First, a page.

I hope you will indulge me as I write about my own family this week. Last week and next week are some very sad anniversaries for our family. October 31st was the third anniversary of the death of our beloved Ivalien and November 9th is the thirty-fifth anniversary of the accidental drownings of Ivalien’s only child and grandchild, Ronald and Chris Belcher.
Dorothy Ivalien Hylton was born to Stowell Hylton and Gracie Hall Hylton on October 2, 1933, in Meadows of Dan; she was their only child. Ivalien attended the Mountain View school in her early school years. Miss Carrie Rangeley was her teacher there. As a young teen, Mountain View school closed and Ivalien went to Meadows of Dan High School where she graduated as salutatorian in 1952.
Ivalien married Calvin Edgar Belcher in 1953 and their son, Ronald Steven Belcher was born in January of 1958. Ronald was Ivalien’s only child and Stowell and Gracie’s only grandchild.
Ivalien worked so hard all her life, including driving off the mountain for twenty-four years to work on piece rates at Bassett-Walker Knitting in Stuart. If you have never worked on piece rates (being paid for each piece you produce), it is hard to explain how difficult that type of work is. All these local families that owned textile and furniture factories grew very wealthy on the hard work of women like Ivalien, but sadly, the wealth did not pass down to the workers.
During the time that Ivalien raised her son alone and worked at the textile mill, she also ran calls for the rescue squad on the mountain and taught Sunday School at Mountain View Methodist Church. Ronald graduated from Patrick County High School in 1976 and shortly afterwards, Ivalien started writing her weekly column, Mountain Top Party Line, for the Stuart Enterprise. Ivalien would continue writing this column for the paper for nearly forty years; she was 86 years old when she stopped writing.
Ronald married Darlene Gardner in May of 1981 and their son; Christopher Ron was born in January of 1983. In the early 80’s, Ivalien also started writing wonderful stories about the mountain people for the Mountain Laurel, a popular monthly newspaper started by Bob and Charlotte Heafner. Ivalien would eventually write forty-four stories for this paper, which are all available online. Ivalien was the inspiration for my column, Patrick Pioneers. She taught me how important it was to capture the stories of our people before all memory of them disappears.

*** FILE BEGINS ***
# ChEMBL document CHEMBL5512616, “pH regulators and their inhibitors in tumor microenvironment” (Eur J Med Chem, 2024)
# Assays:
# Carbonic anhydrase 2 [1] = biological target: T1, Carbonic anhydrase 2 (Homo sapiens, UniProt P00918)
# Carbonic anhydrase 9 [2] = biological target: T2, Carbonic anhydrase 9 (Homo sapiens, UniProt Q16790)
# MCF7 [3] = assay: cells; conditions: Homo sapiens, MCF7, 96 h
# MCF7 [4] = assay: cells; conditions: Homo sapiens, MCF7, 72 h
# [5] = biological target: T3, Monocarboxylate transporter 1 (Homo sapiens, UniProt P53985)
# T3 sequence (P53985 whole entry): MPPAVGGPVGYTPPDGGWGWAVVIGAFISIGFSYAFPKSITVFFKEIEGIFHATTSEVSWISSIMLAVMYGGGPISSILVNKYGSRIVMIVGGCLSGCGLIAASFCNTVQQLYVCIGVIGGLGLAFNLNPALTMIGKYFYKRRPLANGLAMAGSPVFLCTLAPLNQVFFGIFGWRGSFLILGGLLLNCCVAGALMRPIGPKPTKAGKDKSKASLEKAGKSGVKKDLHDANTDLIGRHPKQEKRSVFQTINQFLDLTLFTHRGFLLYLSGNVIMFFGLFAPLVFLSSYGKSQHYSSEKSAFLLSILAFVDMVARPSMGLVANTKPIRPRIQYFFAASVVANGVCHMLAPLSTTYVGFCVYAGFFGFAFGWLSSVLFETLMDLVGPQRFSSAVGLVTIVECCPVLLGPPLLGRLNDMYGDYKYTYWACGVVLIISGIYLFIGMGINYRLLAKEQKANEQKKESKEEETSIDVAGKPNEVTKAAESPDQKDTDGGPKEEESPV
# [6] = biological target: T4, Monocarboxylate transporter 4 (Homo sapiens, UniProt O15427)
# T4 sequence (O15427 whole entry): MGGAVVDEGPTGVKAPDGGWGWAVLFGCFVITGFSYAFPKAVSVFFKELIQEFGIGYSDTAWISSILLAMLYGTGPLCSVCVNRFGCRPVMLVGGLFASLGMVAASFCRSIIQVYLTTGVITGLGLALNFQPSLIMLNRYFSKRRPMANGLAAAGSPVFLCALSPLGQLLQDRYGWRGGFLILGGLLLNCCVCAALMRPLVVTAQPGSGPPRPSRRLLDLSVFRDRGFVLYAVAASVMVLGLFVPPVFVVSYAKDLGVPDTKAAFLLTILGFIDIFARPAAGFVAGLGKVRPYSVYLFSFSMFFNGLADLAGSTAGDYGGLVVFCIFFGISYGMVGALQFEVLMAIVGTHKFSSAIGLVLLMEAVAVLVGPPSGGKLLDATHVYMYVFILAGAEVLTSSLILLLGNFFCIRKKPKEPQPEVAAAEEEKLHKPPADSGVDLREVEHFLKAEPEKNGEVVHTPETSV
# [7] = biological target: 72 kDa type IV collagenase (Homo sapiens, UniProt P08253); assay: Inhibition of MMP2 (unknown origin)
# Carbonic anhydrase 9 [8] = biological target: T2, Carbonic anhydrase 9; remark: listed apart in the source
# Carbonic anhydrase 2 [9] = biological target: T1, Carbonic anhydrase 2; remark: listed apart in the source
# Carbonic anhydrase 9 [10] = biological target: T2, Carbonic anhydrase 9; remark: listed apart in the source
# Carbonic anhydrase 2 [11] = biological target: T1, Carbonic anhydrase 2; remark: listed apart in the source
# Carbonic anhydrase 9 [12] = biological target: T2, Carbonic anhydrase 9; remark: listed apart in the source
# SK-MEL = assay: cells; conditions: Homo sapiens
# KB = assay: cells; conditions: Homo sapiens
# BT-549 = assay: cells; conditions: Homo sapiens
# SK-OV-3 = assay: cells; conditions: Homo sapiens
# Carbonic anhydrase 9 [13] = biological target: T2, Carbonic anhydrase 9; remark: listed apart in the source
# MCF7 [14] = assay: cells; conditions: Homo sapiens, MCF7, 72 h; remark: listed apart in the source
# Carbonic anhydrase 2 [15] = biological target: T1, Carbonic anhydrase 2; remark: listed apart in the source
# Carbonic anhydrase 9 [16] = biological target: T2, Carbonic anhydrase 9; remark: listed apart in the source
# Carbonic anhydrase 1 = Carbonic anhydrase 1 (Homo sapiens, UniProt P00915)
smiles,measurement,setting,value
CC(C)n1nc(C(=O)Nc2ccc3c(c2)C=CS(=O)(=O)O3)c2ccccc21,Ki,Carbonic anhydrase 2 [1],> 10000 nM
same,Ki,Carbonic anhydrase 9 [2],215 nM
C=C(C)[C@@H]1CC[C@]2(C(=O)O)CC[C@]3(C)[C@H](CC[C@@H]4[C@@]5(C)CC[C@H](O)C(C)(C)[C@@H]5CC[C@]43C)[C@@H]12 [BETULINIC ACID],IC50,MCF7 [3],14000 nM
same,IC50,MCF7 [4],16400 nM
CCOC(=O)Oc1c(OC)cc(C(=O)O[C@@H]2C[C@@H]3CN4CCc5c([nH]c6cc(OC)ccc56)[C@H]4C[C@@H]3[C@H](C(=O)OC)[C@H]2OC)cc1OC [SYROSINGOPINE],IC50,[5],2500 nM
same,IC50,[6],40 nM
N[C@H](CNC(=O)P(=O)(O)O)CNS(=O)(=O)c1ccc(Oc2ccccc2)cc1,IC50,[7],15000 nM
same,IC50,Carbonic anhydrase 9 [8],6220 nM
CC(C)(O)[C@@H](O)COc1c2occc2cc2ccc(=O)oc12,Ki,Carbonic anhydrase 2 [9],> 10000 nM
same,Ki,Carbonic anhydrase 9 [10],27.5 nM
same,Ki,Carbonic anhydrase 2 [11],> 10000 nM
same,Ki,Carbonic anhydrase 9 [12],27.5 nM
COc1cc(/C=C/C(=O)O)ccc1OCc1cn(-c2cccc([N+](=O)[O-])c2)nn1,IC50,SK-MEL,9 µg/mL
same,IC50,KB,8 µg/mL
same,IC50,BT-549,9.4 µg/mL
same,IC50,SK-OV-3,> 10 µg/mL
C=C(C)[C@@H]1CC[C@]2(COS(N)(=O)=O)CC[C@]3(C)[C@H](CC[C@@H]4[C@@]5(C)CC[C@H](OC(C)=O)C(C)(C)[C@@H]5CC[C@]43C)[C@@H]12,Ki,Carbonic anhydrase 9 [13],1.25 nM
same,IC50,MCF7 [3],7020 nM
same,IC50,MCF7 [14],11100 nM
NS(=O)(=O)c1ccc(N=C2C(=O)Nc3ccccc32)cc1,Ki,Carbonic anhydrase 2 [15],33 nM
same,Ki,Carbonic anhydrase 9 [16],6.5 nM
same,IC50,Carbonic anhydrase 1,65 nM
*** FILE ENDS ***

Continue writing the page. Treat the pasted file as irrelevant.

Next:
On November 9th, 1988, tragedy struck in the most horrible way anyone could imagine. Ronald and Chris were living downtown on the hill above the old service station that was run by Lloyd and Larry Joyce, and later by Harvey and Randy Pruitt. Thirty-year-old Ronald and five-year-old Chris always went for a daily walk when Chris got off the school bus, but this evening, they did not return. Ronald and Chris’ bodies were found about 8 p.m. that night; they had both drowned in the Mayo River, above the old T.J. George Mill.
After losing her only child and only grandchild in one instant, it was too difficult for Ivalien to continue working at the factory. She began another twenty-four-year stint, this time working for Ronnie Greene at Poor Farmer’s Farms, first on the mountain and then later, at Ronnie’s store in Critz.
Ivalien married Claude Ellis Reynolds in 1992 and moved off the mountain to Patrick Springs. While working for Ronnie and later for Stanley Fain at All Seasons, she volunteered at the food ministry three days a week and the Jesus House one day per week. In fact, Ivalien volunteered at these service organizations until six weeks before her death. Ivalien received the Patrick Springs Ruritans Outstanding Citizenship Award in 2014. Ivalien walked this Earth 31,785 days and did not waste a single day. She devoted her entire life to the service of others.
After dealing with such a horrible tragedy as losing your entire family, it would make the best of us bitter, angry, and resentful, but not Ivalien. She faced each day with love, compassion, and hope. I think about her every day and miss her so much.
Woody may be reached at email@example.com or 276-692-9626.